Friday, June 29, 2012

Teaching and Learning Online series - Part 8

By Dr. Vanae E. Morris

Teaching online is hard! Ok, there, I said it! 

Not only is online teaching hard but the modeling of online teaching is very similar to what we have experienced in face-to-face classes over the many years of instruction and that is, we do what we have experienced or observed! 

Breaking that paradigm is the hard part! I have talked about (in this blog) what is considered to be the best practices of online teaching. However, should these best practices only apply to an online environment? I think not! As part of my role as a Higher Education Instructional Consultant, I go into the classrooms of instructors and observe their teaching. I take copious notes using a rubric that requests information about the behaviors of the instructor and the students. After the observation is complete, I take the rubric with my notes, and give suggestions to the instructors on ways that they could include more active learning strategies, classroom management techniques, questioning strategies, and many other suggestions for “best practices!” This conversation allows for the “why” of the teaching and helps support the “mechanics” of the notes that I took during the observation.  

Over the last two semesters, there has been a distinct pattern in both mine and my colleague’s observations that precipitated the formulation of a template with similar feedback and eventually the creation of resource pages that we could refer our instructors to for further clarification. Most of our interactions the last two semesters has been with graduate students and teaching assistants, who are now modeling what they have observed in both the face-to-face and online environments over several years of taking classes from “seasoned” instructors, who are also modeling what they experienced and observed  as students.  One of the challenges that we have as instructional consultants in higher education is shifting that paradigm!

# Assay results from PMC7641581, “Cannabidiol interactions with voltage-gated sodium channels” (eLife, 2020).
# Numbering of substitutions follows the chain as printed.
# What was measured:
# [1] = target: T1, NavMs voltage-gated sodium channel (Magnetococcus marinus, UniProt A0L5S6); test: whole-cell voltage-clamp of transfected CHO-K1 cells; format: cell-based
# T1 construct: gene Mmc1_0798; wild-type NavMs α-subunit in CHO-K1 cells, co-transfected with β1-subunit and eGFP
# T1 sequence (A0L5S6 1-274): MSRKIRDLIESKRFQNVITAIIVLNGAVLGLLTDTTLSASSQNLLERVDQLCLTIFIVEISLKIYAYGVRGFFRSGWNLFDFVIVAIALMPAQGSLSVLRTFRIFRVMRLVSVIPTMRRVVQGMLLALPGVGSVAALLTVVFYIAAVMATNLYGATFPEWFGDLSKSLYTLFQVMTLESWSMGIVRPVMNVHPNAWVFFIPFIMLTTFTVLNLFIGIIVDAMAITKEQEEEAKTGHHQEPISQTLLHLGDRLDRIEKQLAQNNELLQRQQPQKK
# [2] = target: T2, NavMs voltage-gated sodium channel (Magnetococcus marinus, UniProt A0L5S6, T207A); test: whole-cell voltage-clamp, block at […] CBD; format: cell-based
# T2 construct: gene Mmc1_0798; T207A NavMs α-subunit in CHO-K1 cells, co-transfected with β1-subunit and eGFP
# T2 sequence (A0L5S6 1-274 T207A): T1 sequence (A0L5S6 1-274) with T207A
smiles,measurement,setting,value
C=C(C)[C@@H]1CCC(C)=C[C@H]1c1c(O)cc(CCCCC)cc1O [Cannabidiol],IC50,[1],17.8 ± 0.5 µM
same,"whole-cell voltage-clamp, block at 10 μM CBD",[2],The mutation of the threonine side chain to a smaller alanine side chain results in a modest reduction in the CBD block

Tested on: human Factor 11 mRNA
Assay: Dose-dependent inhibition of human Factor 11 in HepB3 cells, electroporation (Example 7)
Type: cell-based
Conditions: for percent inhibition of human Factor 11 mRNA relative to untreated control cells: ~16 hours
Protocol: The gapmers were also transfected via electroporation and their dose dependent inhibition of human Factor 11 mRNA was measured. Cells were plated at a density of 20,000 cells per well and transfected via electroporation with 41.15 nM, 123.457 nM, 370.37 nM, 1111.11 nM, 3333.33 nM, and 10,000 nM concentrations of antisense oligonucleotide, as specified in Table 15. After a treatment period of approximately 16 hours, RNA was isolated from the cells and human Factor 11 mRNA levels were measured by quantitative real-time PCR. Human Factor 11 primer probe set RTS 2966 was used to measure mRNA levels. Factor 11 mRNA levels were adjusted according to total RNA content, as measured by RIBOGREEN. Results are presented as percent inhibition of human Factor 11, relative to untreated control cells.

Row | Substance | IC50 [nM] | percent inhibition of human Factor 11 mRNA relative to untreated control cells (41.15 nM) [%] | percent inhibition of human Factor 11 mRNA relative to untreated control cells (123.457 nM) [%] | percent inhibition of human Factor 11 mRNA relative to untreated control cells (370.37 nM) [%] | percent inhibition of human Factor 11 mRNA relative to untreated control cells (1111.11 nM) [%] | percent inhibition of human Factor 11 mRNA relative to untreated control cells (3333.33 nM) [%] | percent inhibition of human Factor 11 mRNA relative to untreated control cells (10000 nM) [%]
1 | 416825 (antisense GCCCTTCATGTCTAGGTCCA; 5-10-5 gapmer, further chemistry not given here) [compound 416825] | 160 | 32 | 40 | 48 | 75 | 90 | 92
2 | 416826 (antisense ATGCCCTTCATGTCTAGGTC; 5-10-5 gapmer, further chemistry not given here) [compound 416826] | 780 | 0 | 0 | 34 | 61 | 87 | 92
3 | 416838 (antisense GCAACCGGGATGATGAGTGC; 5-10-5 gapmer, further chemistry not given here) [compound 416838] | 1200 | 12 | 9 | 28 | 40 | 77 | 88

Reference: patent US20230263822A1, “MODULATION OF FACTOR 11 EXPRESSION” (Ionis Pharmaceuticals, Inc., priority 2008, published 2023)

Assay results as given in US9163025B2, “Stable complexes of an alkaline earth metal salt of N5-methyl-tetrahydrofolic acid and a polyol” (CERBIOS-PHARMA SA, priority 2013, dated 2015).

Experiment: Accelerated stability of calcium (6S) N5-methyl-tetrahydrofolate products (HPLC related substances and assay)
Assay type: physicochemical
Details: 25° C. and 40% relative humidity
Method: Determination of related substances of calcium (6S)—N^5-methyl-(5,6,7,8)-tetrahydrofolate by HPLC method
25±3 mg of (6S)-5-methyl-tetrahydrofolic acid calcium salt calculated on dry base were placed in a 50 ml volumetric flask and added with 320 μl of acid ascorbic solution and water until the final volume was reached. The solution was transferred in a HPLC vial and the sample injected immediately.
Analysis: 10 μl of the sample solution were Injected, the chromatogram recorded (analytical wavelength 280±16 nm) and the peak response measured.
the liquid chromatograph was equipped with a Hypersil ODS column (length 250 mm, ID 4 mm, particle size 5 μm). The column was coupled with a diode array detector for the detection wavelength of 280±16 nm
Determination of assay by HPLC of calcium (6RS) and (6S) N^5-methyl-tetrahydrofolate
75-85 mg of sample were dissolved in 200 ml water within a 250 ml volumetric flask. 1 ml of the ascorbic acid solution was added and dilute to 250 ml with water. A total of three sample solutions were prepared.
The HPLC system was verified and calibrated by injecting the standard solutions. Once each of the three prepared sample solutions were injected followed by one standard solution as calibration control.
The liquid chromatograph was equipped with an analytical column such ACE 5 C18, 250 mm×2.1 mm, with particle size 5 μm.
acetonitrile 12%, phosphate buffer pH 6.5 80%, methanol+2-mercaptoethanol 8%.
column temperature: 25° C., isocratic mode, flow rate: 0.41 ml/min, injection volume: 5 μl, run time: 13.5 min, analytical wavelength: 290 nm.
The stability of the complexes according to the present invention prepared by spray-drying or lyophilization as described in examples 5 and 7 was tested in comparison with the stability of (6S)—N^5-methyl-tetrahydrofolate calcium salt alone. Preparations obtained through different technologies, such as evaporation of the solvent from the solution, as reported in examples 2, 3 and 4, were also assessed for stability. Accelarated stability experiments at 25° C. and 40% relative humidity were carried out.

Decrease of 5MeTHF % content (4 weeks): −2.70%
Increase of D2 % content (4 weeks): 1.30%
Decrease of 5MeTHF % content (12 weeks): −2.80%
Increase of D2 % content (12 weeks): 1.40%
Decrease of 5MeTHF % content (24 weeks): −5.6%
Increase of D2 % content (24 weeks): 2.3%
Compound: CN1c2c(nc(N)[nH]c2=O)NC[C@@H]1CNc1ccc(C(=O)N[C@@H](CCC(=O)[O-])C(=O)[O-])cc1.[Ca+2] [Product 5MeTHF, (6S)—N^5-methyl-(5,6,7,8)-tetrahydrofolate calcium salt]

In this blog, I have discussed several best practices based on research, personal observations and experiences, and feedback from my colleagues within the instructional consulting community. All of the best practices can be utilized in a face-to-face classroom as well as in an online teaching and learning environment, it is just a matter a shifting the paradigm using different delivery methods, techniques, technology tools, and strategies. In my role, I encourage instructors to move from what has been modeled for years, to different strategies that take students from passively listening to actively engaging in the content! 

The last best practice that I want to share is that of maintaining enthusiasm! Twelve to sixteen week semesters can sometimes seem like an eternity if we lose our enthusiasm for the content, our willingness to assist our students toward successful outcomes, and communicating that enthusiasm to our students. This enthusiasm (or lack of) is always evident when I visit a classroom, either face-to-face or online, so I like to give my instructors (and myself) this advice: stay organized, be an active presence in your classroom, communicate your enthusiasm frequently, and shift the paradigm to something new!